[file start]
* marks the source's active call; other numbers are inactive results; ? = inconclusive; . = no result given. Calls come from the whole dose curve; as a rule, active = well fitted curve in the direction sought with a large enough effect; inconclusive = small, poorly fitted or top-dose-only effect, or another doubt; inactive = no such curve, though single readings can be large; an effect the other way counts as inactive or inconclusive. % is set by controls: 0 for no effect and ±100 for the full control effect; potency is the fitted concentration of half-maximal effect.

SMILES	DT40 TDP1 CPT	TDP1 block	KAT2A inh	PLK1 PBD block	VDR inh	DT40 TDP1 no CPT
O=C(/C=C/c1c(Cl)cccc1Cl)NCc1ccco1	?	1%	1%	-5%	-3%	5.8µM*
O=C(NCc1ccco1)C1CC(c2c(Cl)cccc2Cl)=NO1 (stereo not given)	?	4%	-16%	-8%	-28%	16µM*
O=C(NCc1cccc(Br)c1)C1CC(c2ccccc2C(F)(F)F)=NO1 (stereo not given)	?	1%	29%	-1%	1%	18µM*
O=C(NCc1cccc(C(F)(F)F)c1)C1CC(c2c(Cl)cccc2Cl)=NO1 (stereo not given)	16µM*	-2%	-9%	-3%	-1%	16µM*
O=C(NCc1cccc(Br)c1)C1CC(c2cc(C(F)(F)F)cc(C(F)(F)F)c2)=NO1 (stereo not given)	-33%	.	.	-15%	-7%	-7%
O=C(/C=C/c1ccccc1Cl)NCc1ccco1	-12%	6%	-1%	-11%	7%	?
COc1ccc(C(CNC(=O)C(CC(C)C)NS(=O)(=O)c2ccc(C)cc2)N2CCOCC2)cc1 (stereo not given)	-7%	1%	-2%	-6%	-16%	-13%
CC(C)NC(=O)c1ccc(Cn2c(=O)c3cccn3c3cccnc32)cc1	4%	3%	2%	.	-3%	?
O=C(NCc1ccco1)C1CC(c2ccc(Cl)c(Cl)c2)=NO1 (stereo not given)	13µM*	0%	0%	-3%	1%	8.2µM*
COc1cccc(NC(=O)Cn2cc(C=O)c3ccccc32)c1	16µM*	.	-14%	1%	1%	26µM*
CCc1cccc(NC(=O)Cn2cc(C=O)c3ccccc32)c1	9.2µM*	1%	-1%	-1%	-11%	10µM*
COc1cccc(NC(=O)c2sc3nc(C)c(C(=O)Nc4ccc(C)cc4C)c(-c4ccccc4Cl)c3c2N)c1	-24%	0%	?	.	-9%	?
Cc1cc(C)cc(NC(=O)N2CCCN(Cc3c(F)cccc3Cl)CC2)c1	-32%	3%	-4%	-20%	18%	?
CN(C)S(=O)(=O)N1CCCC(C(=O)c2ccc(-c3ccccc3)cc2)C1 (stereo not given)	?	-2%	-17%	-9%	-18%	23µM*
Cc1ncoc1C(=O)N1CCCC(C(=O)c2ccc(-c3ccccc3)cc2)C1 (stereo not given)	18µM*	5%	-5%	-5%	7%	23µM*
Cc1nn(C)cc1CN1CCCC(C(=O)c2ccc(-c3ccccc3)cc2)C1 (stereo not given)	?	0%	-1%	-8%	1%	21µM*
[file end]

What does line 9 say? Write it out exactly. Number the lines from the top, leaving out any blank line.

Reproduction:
COc1ccc(C(CNC(=O)C(CC(C)C)NS(=O)(=O)c2ccc(C)cc2)N2CCOCC2)cc1 (stereo not given)	-7%	1%	-2%	-6%	-16%	-13%